2.5 mm jacks that are used on telephone headsets these days also come in a TRS configuration as well, despite the provision of a mic. It is because these headsets only have one-sided audio connected to the tip, while the ring completes the microphone's circuit.

3⁄32inch (3.5 mm)

  • What is a 3.5mm jack?

The 3.5 mm jack is the most widely used out of all headphone jacks. Having the same shape as the 2.5 mm and the ¼" jack, it falls right in between the two regarding size. However, in the recent few years, it has replaced its smaller counterpart as the industry standard in consumer devices.

  • Where is it used?

The 3.5 mm jack rose to prominence with the Walkman and is now everywhere, from portable AV devices like iPods or music players, to literally all smartphones, Apple or Android alike, to tablets, to laptops and even desktop computers. The 3.5 mm jack is the standard connector size for audio output or microphone input on all these devices. 

It is also used for line-out audio to earphones or for auxiliary input to car stereos or other devices in general. It is why you will most commonly see them on earphones that come with smartphones as well as on the cable you use to connect your phone to the car stereo.

  • How does it work?

Once again, the jack works on the same principle but with different applications. Concerning the number of conducting bands and resulting black "hoops," you will find the most variation in the 3.5 mm jack. Back when laptops had separate audio and microphone ports, you would have jacks with TRS configuration. However, these days’ earphones serve the dual purpose of being extended speakers and external microphone on both laptops and smartphones. 

So don't get excited if you find a TRRS configuration, where the left and right channels are linked to the tip and ring, while the other ring acts as the common earth channel and the sleeve attached to the microphone input channel. The same configuration works for camcorder AV cables as well, but here one of the rings takes care of the CVBS video channel.

USB

  • What is a USB headphones jack?

We all know what USB is, but for the sake of clarity, USB stands for Universal Service Bus. And it is not lying on the universal bit. USB ports are found on all devices nowadays. So it makes sense that we also have many headsets on the market that use the USB to connect your computer.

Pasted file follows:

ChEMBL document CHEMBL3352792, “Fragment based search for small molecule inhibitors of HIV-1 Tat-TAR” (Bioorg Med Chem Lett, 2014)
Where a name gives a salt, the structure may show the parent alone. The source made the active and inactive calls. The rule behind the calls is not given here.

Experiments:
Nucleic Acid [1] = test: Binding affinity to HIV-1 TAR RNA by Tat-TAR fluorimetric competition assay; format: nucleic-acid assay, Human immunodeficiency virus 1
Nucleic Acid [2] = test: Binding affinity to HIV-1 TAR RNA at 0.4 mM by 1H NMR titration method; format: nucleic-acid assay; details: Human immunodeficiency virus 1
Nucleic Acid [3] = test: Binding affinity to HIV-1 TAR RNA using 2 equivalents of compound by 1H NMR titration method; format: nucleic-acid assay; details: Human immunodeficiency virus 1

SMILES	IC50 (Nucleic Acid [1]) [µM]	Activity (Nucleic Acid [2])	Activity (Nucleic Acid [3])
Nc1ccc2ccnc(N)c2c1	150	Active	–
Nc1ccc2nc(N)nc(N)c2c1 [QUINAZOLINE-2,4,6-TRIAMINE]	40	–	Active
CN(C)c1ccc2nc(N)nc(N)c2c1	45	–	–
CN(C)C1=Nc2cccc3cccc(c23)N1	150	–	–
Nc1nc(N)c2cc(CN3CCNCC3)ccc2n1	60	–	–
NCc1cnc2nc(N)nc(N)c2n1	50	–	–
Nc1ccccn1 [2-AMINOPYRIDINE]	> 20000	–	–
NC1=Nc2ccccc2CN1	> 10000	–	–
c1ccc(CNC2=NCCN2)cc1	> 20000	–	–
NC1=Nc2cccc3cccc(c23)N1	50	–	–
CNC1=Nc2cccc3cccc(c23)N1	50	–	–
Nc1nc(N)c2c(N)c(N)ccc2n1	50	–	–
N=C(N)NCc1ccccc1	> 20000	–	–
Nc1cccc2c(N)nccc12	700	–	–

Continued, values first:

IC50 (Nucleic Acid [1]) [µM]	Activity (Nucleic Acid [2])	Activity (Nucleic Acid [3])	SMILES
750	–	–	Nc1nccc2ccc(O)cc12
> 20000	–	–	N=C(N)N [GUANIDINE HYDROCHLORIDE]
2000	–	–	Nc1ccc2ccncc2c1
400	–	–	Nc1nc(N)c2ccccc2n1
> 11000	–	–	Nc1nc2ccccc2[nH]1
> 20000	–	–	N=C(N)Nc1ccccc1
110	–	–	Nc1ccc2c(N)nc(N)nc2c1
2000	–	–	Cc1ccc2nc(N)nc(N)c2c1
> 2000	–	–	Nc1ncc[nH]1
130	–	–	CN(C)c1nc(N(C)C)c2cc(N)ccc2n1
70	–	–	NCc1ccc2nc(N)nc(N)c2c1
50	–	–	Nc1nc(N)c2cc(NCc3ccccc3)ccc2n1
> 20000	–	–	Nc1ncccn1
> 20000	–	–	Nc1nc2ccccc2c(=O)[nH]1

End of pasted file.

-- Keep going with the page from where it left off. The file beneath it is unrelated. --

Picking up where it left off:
• Where is it used?

USB jacks can be found everywhere there is a USB port. That means you can find USB jacks on all laptop and desktop computers, considering how most computers have multiple USB ports. The beauty of the USB is in its simplicity and the availability. It makes connectivity very easy. The USB jack even comes in the form of USB connector for regular jacks 3.5 mm or 2.5 mm jacks. Commonly used for increasing number of AV ports on computers, these USB connectors act as intermediaries between computers and regular jacks.  

  • How does it work?

For a working knowledge, all you need to know is that as long as your computer has a USB port, your USB headphone jack will work. If you are wondering how multiple kinds of data can go in and out of the same port and still reach the right places; that is achieved through a process called enumeration. In simple words, your computer assigns a unique identity to each USB device and therefore known what kind of data to exchange with it.

Bluetooth

  • What is Bluetooth jack?

Bluetooth is one of the ways you can connect two devices wirelessly. So a Bluetooth “jack” technically does not exist. However, in principle, you can think of Bluetooth as an invisible version of your average earphone cable.

  • Where is used?

Bluetooth is a wireless alternative to both the USB and the 3.5mm jack in smartphones and computers. Almost all smartphones and computers are Bluetooth-enabled. Many other types of devices like car stereos and even some smart TVs come with Bluetooth. It means that your wireless earphones can connect to your smartphone like regular earphones and your smartphone can connect to your car stereo the same way it does with an auxiliary cable. 

  • How does it work?

Every Bluetooth enabled device is equipped with a microchip.  This chip is for transmitting and receiving Bluetooth radio waves and software that operates it. When your headset and your phone are nearby, the two are paired. However, both the devices must have their Bluetooth turned on. It allows your headset to send and receive audio.